People never warm up to alligators in the river
Before the alligators, people getting into the Tennessee River and its tributaries worried a little about encountering a water moccasin, but not beavers.
They are pesky little devils but don't bother the average person. Besides, beavers are kind of cute with those paddle tails and buckteeth.
More importantly, there are never news stories about beavers eating people.
But alligators are the opposite. They are not cute. Their teeth are not adapted for gnawing down trees and their mission isn't to build dams.
That's why local people continue to resent the U.S. Fish and Wildlife Service for dumping 55 of the reptiles in the river in 1979.
The popular theory was that the alligators would control the beaver population, and they wouldn't build as many dams and cause flooding.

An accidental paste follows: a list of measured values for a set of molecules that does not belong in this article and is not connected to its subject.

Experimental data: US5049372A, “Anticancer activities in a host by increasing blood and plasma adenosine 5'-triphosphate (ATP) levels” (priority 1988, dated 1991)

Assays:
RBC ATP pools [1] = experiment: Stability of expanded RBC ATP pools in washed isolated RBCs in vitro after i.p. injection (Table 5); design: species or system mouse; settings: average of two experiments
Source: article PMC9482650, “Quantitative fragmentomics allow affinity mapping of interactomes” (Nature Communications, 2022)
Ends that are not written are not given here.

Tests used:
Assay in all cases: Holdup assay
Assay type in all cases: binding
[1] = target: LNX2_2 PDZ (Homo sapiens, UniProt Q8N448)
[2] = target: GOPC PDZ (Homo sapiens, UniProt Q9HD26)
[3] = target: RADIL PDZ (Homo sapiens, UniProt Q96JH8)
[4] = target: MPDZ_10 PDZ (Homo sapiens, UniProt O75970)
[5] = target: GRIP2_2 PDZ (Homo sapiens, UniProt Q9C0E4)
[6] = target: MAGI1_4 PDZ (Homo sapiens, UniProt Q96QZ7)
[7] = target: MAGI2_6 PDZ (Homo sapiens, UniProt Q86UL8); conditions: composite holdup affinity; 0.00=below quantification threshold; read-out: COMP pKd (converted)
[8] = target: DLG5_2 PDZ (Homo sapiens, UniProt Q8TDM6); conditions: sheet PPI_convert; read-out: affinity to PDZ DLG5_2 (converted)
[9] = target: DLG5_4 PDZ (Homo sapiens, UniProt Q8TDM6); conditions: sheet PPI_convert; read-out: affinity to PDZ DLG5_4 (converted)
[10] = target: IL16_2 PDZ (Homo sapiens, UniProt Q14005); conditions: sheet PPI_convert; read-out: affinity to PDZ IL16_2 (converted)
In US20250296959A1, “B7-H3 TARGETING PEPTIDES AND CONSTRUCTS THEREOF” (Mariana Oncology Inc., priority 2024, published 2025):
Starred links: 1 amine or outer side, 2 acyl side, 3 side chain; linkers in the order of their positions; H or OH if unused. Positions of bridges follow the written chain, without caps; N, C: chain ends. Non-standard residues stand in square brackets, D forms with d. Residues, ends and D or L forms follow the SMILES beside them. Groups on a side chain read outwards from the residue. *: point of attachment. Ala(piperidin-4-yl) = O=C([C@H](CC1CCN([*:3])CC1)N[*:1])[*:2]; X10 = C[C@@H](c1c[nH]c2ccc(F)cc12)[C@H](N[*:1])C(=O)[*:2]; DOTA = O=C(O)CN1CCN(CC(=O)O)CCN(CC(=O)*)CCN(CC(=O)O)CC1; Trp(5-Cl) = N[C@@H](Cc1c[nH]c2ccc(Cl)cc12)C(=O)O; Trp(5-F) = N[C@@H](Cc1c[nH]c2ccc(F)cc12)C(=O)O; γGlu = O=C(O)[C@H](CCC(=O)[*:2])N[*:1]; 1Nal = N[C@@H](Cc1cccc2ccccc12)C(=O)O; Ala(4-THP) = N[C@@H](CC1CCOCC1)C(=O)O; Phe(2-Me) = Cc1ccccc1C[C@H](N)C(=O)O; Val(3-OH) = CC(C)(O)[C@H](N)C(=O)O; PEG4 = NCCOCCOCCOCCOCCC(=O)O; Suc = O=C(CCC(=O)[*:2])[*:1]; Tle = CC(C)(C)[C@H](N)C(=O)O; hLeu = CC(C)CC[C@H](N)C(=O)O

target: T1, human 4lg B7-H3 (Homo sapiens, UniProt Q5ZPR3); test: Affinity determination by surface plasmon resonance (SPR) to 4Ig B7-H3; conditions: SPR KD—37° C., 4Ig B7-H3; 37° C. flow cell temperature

A second reason, however, was more ominous: To increase the population of the endangered species.
A year later, the project turned sour when then-U.S. Rep. Ronnie Flippo demanded that the wildlife service get the alligators out.
Having caught only three, the government's theory was that the alligators simply couldn't tolerate North Alabama winters, and they died.
A year later, O.W. Chandler of Tanner was to put that theory to rest. While frog gigging one night in a gravel pit near Limestone Creek, an alligator surfaced and attacked his boat. Mr. Chandler shot and killed the 6-foot-3-inch alligator.
Other sightings, including the carcass of a 10-footer in 1993, give credence to a weekend incident near Decatur's Dry Branch Creek.
Police told the George Allen family, who live near the creek in Northwest Decatur, that someone reported an alligator leaving his yard Saturday. Understandably, that caused a stir in the community.
Capt. Johnny Johnson of the state Wildlife and Fresh Water Fisheries said he gets about 25 sightings a year and the number of calls seems to be increasing.
That's probably because the experiment is working, and that's too bad.